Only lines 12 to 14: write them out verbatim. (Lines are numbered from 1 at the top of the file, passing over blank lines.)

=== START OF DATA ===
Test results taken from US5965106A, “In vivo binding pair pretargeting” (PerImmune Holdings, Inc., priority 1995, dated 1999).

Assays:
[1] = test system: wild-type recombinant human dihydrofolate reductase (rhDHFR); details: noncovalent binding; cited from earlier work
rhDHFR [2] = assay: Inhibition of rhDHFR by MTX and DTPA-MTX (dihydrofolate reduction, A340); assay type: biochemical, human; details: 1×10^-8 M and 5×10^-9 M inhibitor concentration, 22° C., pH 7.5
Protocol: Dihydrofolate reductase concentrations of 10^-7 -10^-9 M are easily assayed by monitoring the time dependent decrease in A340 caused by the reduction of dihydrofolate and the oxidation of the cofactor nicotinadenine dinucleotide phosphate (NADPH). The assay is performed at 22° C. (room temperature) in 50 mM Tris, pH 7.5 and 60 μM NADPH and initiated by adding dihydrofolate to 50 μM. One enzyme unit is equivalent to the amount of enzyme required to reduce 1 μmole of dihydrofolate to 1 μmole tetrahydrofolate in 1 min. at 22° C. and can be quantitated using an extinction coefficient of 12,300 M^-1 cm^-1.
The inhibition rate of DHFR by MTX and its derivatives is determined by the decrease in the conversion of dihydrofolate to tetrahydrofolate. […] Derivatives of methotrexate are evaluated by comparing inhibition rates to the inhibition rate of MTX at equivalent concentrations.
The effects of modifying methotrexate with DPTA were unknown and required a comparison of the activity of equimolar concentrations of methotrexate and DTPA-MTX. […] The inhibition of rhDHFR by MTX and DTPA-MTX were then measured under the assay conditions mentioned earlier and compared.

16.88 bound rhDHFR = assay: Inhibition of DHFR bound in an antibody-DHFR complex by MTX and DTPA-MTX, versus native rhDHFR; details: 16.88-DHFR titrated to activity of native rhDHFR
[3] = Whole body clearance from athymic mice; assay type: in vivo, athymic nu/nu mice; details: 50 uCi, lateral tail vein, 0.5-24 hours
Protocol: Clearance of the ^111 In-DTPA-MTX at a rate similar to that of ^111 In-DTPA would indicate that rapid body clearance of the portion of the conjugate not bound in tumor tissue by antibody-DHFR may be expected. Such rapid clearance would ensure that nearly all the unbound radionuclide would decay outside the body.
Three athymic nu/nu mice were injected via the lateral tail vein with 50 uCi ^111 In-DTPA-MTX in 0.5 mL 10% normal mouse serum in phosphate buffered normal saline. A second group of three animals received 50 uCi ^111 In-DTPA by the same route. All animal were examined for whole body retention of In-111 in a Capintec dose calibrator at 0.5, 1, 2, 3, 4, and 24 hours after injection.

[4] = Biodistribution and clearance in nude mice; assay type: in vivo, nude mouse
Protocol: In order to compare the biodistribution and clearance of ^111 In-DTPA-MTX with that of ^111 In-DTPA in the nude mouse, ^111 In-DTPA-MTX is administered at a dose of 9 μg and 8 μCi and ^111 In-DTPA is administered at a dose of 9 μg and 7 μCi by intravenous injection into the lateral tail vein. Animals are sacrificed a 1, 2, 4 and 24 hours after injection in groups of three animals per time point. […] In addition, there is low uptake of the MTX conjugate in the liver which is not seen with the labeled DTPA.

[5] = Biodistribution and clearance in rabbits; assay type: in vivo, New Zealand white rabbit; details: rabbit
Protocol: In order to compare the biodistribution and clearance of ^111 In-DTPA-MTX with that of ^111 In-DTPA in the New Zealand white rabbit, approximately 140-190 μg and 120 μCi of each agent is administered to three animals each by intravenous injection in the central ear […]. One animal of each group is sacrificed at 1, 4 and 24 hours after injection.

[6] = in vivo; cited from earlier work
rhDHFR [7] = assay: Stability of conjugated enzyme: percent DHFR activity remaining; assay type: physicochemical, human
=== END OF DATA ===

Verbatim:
[4] = Biodistribution and clearance in nude mice; assay type: in vivo, nude mouse
Protocol: In order to compare the biodistribution and clearance of ^111 In-DTPA-MTX with that of ^111 In-DTPA in the nude mouse, ^111 In-DTPA-MTX is administered at a dose of 9 μg and 8 μCi and ^111 In-DTPA is administered at a dose of 9 μg and 7 μCi by intravenous injection into the lateral tail vein. Animals are sacrificed a 1, 2, 4 and 24 hours after injection in groups of three animals per time point. […] In addition, there is low uptake of the MTX conjugate in the liver which is not seen with the labeled DTPA.

[5] = Biodistribution and clearance in rabbits; assay type: in vivo, New Zealand white rabbit; details: rabbit